lifted her face and held it next to his. Tiara could not feel the wrinkles or
the roughness in his face, but could feel the softness of all the efforts in
bringing her up all these years. She cupped her father’s face with both hands, kissed
his forehead again and said to herself that she got her Idol, her real Hero…her

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Technology –a boon or a bane to Cricket
An honest opinion on how the Cricket World Cup
has changed over the last few years based on the advent of technology, a blog
by the true and honest me.
When we talk of the advent of technology in the
cricketing field, the immediate picture that comes in our mind is the UDRS. The
Umpire Decision Review System, from the time it was officially adopted by the
ICC had been a matter of debate, whether it is between the cricketing boards,
the players, the ex-players, the experts and commentators alike. Even the
general viewers and the cricket buffs have not been spared of this debate.
The most widely argued reason for the debate on
the UDRS is due to the controversies it has created, every time it has been
tried out for adoption in any cricketing match. The controversy and the
argument always had been over the contentious issue of the accuracy of the
technology, with the teams and players coming up with their views and counter
views based on their share of knowledge of and experiences with the technology.
I would
not be using my space here to explain what exactly UDRS is but for the novices
in cricket, I wouldn’t be
doing justice if I do not at least run through it. UDRS as the full form of one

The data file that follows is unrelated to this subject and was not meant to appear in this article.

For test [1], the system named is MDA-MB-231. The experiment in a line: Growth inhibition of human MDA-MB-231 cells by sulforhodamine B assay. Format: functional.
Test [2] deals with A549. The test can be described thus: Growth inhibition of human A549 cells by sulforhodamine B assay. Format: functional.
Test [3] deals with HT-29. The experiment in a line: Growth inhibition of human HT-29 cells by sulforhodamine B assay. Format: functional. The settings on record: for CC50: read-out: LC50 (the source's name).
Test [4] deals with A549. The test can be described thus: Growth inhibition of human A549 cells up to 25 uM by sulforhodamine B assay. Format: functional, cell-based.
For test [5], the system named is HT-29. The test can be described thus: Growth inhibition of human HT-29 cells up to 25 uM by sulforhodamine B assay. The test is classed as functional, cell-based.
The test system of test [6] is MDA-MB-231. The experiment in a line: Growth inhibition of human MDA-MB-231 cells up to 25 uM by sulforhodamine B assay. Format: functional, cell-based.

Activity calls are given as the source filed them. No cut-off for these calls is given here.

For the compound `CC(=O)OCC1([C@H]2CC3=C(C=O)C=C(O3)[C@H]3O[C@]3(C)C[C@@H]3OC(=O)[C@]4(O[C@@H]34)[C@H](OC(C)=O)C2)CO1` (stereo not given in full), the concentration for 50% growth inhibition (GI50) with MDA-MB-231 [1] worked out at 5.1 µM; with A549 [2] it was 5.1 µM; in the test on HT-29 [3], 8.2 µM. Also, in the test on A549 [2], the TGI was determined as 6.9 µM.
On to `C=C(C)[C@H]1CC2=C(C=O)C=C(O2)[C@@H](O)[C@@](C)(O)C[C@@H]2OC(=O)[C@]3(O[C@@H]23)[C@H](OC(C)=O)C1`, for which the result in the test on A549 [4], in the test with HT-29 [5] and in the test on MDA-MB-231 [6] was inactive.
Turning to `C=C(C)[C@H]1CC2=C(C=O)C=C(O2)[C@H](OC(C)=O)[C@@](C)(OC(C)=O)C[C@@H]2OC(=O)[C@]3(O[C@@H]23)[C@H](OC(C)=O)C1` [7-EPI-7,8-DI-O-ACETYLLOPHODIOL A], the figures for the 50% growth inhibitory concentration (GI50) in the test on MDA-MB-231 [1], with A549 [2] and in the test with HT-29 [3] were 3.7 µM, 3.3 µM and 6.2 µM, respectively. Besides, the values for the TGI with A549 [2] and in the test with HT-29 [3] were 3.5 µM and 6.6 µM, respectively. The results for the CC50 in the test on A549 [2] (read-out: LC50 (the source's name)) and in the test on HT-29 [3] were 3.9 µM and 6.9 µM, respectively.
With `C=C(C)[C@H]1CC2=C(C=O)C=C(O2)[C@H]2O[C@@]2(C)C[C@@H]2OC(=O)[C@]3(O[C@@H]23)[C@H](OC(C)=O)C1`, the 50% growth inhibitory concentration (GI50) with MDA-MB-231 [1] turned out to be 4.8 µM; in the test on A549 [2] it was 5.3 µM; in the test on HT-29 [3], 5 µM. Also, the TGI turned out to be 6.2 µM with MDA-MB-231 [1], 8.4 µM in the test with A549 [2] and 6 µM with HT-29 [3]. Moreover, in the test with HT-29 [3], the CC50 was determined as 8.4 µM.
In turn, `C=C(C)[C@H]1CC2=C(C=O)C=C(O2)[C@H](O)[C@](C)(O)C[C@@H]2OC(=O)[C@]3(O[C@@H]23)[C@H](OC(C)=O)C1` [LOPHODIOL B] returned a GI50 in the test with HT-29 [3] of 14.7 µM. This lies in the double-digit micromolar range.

of the alphabets of the acronym itself suggests, is the new review system
launched by ICC in November 2009 first introduced in test matches and later
made mandatory in all matches from October 2011.
Under the UDRS, each team is allowed to make
unlimited successful and two unsuccessful review requests per innings during a
match to review a non out or out decision, which can be availed either by the fielding
captain or the batsman being declared dismissed, by signaling a “T sign” using
both the arms.
The technology that is used in the UDRS may
vary from the much simpler Hawk-Eye, the relatively easier Snickometer to the
more sophisticated Hot-Spot.
The Hawk-Eye, which is a just a computer based
technology which just tries to visually track the trajectory of the ball and
record the most likely statistical path of the moving ball. This is a much
simpler method and can be used only to indicate whether the ball would or would
not have gone one to hit the stumps in a leg-before-the-wicket decision.
The more sophisticated technology which is the
talk of all debates on UDRS is the Hot-Spot, which is an infra-red imaging
system which is used to determine whether the ball has struck the bat or pads
or any other part of the batsman’s body
during its travel and where it has struck.
The raging debate on the use of Hot-Spot is the
whooping cost involved in it, which seems to be approximately around $56,000
per day, which translates to close to Rs.25 lakhs in Indian currency. Though
the cost is surely a concern, it is quite ironical that the richest cricketing
body in the world, the BCCI is vehemently opposing this on the matter of the
The high cost of this technology is due to the
fact that it requires two infra-red cameras to be installed on opposite sides
of the ground above the play area which continuously records the images.
Wherever there is a snick or bat/pad event, it gets recorded in the infra-red
image by way of a bright spot due to the elevation of the local temperature